67 Consider the Pedal Foundation When Evaluating Low Back Pain
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Dynamic Chiropractic – August 26, 2011, Vol. 29, Issue 18

Consider the Pedal Foundation When Evaluating Low Back Pain

By Mark Charrette, DC

Whenever a concern about low back pain brings a person in to see a chiropractor, a careful examination of the spine is required. Often neglected, however, is the importance of the feet to normal spinal function – especially in the lower back.

When patients don't respond as well as expected to their chiropractic care, a source of interference is frequently located in the pedal foundation. No matter the cause, an abnormal gait contributes to musculoskeletal imbalances throughout the lower extremities, and eventually back pain develops.

Research published this year in the Journal of Manipulative and Physiological Therapeutics reported that individually designed stabilizing orthotics have been clinically shown to help improve low back pain.1 The peer-reviewed study offered the following "practical applications:"

  • Improvements in back pain and disability between the randomization and week six visit with the use of orthotics compared with a control group.
  • Improvements in pain and disability were maintained through the 12-week visit.
  • Secondary outcomes showed a significant group difference between the randomization visit and the week six visit on the Visual Analog Scale for foot pain.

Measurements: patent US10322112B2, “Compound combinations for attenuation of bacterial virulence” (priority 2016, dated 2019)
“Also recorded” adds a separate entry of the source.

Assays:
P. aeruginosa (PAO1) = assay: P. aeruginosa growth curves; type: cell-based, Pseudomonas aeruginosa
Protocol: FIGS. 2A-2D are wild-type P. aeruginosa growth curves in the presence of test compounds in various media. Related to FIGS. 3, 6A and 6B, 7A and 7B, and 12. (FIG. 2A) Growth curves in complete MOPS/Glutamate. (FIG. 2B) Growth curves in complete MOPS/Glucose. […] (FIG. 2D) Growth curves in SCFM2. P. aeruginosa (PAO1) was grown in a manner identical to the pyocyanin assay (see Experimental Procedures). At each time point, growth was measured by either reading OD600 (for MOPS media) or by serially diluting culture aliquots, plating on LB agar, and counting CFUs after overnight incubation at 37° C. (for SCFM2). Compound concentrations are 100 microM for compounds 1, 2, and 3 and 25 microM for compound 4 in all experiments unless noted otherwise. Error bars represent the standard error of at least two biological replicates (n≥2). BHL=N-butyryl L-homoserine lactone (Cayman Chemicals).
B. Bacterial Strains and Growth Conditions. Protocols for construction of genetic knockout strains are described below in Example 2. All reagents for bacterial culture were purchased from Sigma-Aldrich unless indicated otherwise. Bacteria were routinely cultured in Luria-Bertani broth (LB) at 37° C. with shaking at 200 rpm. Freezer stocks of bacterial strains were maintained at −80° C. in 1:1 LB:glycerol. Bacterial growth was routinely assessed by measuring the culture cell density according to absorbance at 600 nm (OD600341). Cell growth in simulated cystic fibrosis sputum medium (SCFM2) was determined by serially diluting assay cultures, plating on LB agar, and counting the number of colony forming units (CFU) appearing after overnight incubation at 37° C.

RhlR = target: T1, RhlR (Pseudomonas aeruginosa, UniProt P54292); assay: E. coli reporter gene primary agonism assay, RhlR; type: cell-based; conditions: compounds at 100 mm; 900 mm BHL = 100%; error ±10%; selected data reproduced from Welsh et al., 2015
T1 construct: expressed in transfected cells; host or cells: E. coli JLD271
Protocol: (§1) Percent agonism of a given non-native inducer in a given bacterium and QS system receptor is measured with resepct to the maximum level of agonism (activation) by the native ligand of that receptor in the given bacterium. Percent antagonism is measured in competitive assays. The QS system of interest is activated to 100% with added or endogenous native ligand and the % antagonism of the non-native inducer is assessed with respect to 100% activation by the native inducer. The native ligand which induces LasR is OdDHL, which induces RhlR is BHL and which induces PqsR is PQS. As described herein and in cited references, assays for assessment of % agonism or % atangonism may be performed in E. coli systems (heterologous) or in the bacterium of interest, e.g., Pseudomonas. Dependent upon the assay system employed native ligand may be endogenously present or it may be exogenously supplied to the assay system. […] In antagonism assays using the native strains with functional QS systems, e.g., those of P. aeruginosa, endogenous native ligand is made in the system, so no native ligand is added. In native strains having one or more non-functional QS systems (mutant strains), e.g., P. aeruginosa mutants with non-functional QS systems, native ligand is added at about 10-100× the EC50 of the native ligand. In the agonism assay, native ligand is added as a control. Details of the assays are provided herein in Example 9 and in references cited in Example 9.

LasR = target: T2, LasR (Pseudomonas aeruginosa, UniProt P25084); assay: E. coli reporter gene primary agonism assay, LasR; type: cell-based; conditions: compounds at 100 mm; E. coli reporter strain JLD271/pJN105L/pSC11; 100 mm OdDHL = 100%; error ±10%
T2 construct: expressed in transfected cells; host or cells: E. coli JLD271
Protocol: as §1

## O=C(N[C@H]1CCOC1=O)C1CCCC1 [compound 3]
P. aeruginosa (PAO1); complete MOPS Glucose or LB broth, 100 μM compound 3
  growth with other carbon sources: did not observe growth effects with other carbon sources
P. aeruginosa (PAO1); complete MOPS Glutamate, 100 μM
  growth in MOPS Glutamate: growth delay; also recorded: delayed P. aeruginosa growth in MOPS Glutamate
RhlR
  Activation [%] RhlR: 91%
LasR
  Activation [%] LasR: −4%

Biomechanics of the Feet

The foundation provided by the feet and legs must bear the weight of the entire body (and considerably more during running and other sports). If there is insufficient or inadequate support from the pedal foundation, the spine will be exposed to abnormal stresses and strains that eventually develop into low back pain. Excessive stresses on the spine can be the result of abnormal foot biomechanics, poor function of the foot/ankle complex, excessive shock transmission, or leg-length asymmetry. Recognizing and then responding appropriately to these factors separate doctors of chiropractic from spinal technicians.

When some part of the foot is not moving properly (either insufficient or excessive joint motion), the resulting forces produce negative effects all along the kinetic chain.2 The following are some examples of common foot problems that have been found to interfere with spinal function.

First MTP joint. When the metatarsophalangeal (MTP) joint of the first toe is stiff and doesn't flex properly, the transition from midstance to toe-off is restricted. Studies have found that this movement limitation (called "functional hallux limitus") is a "major gait abnormality that causes lumbar stress."3 An ideal treatment for this condition is an individually designed stabilizing orthotic that supports the medial arch and yet still encourages motion at the first MTP joint.

Plantar fascitis. When a patient complains of "a sharp heel pain that radiates along the bottom of the inside of the foot," and especially when the pain is worse when getting out of bed in the morning, inflammation of the connective tissue that supports the underside of the foot must be considered.4 This causes a significant problem with comfortable walking, often resulting in a painful limp. A flexible, stabilizing orthotic with a heel spur cut-out will improve gait and lessen the impact of this condition on the pelvis and spine.